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The world’s population may need to convert to a nearly vegetarian diet over the next 40 years to avoid catastrophic shortages, according to leading water scientists at the Stockholm International Water Institute.
Overall, humans currently derive about 20% of their protein from animal products. This number may need to drop to 5% to feed the additional 2 billion people expected to inhabit the earth by 2050.
According to lead researcher Malik Falkenmark, there will not be enough water to irrigate current croplands and produce enough food for the earth’s project population of 9 billion in 2050 if current trends continue.
Falkenmark explained: “There will be just enough water if the proportion of animal-based foods is limited to 5% of total calories and considerable regional water deficits can be met by a … reliable system of food trade.”
These warnings about water scarcity limiting future food production coincide with a considerable spike in the prices of corn, wheat, and other staple crops triggered by historic drought across the U.S.
The research team suggested vegetarianism as one important strategy for increasing the amount of water available to grow food. Producing animal proteins consumes five to 10 times more water than producing plant-based foods, and an astounding 1/3 of the world’s arable land is currently used to grow crops to feed animals. (Check out The Hidden Costs of Hamburgers for more information).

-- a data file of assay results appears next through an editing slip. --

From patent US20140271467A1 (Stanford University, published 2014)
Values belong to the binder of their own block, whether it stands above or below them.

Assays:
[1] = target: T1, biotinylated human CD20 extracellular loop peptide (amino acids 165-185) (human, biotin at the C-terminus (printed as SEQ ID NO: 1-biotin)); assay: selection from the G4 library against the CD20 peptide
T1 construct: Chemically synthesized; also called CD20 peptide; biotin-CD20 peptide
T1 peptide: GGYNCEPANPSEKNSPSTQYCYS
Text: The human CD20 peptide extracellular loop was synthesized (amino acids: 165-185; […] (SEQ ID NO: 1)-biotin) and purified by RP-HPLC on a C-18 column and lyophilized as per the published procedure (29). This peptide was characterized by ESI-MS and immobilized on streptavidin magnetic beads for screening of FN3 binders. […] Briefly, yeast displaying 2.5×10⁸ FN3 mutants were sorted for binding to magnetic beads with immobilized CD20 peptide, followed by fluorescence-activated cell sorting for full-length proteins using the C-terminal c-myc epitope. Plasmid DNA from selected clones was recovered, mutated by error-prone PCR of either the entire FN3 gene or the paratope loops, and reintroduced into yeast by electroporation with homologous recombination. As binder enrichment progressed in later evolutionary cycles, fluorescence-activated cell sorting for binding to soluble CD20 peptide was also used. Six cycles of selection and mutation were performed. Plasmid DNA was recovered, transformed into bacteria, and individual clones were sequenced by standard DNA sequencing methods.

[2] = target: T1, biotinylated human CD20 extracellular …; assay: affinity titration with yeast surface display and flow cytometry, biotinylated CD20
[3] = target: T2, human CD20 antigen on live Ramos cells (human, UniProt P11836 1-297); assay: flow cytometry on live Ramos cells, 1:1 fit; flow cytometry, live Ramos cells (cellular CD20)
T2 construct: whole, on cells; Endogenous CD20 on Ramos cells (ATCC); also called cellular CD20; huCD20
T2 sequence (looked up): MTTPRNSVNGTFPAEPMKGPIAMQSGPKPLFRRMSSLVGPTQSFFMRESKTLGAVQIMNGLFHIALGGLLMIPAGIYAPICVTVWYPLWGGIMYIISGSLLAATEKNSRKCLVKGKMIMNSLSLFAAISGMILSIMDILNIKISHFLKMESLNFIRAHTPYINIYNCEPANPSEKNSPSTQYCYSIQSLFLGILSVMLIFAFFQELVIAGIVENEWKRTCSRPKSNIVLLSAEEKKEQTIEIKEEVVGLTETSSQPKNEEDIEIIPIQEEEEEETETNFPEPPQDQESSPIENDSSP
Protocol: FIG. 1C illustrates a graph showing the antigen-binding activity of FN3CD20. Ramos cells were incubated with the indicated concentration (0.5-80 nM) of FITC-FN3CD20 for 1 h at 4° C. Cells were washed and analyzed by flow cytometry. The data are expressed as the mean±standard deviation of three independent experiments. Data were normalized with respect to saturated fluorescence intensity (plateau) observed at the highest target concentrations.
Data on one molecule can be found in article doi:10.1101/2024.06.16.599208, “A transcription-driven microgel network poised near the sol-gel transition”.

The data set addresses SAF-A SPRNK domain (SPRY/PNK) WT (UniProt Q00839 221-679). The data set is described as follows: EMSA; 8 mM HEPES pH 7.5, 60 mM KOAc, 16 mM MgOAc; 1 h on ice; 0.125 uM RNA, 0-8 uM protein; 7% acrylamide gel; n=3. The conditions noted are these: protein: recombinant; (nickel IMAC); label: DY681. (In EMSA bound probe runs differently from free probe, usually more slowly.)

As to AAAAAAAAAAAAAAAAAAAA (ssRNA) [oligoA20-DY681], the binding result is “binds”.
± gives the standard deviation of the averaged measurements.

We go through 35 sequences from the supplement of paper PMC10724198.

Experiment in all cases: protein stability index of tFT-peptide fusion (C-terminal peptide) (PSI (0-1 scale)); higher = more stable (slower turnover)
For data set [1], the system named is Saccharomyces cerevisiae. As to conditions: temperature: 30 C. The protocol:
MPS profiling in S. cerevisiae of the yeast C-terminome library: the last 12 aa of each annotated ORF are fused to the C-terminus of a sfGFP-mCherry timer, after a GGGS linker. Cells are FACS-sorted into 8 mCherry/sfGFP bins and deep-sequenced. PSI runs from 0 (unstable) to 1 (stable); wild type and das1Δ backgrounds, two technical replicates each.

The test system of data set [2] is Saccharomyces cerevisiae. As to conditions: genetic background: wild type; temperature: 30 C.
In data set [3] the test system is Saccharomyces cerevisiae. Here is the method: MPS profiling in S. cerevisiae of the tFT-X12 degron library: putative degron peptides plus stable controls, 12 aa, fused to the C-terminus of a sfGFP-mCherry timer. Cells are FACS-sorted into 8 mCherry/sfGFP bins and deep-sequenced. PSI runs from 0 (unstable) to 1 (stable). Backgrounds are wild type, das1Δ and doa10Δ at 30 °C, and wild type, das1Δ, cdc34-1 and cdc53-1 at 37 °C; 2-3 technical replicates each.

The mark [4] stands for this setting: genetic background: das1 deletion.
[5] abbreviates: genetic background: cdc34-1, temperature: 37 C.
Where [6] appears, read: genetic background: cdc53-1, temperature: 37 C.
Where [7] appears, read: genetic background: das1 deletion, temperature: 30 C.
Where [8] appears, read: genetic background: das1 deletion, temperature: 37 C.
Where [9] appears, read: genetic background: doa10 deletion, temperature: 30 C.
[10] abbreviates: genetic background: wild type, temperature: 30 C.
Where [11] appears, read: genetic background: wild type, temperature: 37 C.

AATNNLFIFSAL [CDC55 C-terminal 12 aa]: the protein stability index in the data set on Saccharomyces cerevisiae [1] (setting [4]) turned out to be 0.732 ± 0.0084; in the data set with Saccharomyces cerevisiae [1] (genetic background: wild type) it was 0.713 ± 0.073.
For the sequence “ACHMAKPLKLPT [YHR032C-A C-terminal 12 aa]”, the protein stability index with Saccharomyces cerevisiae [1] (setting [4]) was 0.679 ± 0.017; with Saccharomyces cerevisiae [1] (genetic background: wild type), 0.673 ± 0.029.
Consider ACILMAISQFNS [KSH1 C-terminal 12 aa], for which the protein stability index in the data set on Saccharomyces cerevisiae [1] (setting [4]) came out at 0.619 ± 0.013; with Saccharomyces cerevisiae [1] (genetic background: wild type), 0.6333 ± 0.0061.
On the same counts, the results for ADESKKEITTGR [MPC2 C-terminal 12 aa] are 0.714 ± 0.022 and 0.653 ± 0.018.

This isn’t the first study warning of the need to eat less meat and animal products. Last October, an international team of researchers concluded that eating less meat could help increase global food output by nearly 50 percent!
And earlier this year, a Woods Hold Research Center study concluded that per capita meat consumption in developed nations needs to be cut in half to prevent catastrophic climate changes.
The writing is clearly on the wall. Eating meat and other animal products is not part of a sustainable future.
For more information, check out the full publication: Feeding a Thirsty World: Challenges and Opportunities for a Water and Food Secure Future.
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